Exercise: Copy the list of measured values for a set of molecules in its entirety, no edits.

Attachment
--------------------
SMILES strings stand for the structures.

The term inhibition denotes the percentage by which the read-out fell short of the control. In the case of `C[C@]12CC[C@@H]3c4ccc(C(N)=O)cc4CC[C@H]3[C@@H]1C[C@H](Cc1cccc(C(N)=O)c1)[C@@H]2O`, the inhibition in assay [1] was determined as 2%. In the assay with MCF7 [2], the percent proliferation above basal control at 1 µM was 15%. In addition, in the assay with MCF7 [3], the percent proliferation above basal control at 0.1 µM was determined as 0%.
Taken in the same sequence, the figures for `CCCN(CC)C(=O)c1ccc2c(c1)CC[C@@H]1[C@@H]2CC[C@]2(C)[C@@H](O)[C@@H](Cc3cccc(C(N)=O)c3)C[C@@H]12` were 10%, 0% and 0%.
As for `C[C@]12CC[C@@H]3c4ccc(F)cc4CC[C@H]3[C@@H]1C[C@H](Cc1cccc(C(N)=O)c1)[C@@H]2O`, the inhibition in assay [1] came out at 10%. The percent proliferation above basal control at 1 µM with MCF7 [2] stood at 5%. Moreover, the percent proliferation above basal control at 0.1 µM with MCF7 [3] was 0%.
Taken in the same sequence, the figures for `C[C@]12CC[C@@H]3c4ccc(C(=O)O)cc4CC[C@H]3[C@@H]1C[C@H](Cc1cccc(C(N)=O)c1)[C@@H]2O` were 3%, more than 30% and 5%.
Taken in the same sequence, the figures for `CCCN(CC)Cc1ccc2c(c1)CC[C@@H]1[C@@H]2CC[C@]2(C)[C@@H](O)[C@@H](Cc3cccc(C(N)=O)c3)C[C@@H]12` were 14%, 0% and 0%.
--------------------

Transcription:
SMILES strings stand for the structures.

The term inhibition denotes the percentage by which the read-out fell short of the control. In the case of `C[C@]12CC[C@@H]3c4ccc(C(N)=O)cc4CC[C@H]3[C@@H]1C[C@H](Cc1cccc(C(N)=O)c1)[C@@H]2O`, the inhibition in assay [1] was determined as 2%. In the assay with MCF7 [2], the percent proliferation above basal control at 1 µM was 15%. In addition, in the assay with MCF7 [3], the percent proliferation above basal control at 0.1 µM was determined as 0%.
Taken in the same sequence, the figures for `CCCN(CC)C(=O)c1ccc2c(c1)CC[C@@H]1[C@@H]2CC[C@]2(C)[C@@H](O)[C@@H](Cc3cccc(C(N)=O)c3)C[C@@H]12` were 10%, 0% and 0%.
As for `C[C@]12CC[C@@H]3c4ccc(F)cc4CC[C@H]3[C@@H]1C[C@H](Cc1cccc(C(N)=O)c1)[C@@H]2O`, the inhibition in assay [1] came out at 10%. The percent proliferation above basal control at 1 µM with MCF7 [2] stood at 5%. Moreover, the percent proliferation above basal control at 0.1 µM with MCF7 [3] was 0%.
Taken in the same sequence, the figures for `C[C@]12CC[C@@H]3c4ccc(C(=O)O)cc4CC[C@H]3[C@@H]1C[C@H](Cc1cccc(C(N)=O)c1)[C@@H]2O` were 3%, more than 30% and 5%.
Taken in the same sequence, the figures for `CCCN(CC)Cc1ccc2c(c1)CC[C@@H]1[C@@H]2CC[C@]2(C)[C@@H](O)[C@@H](Cc3cccc(C(N)=O)c3)C[C@@H]12` were 14%, 0% and 0%.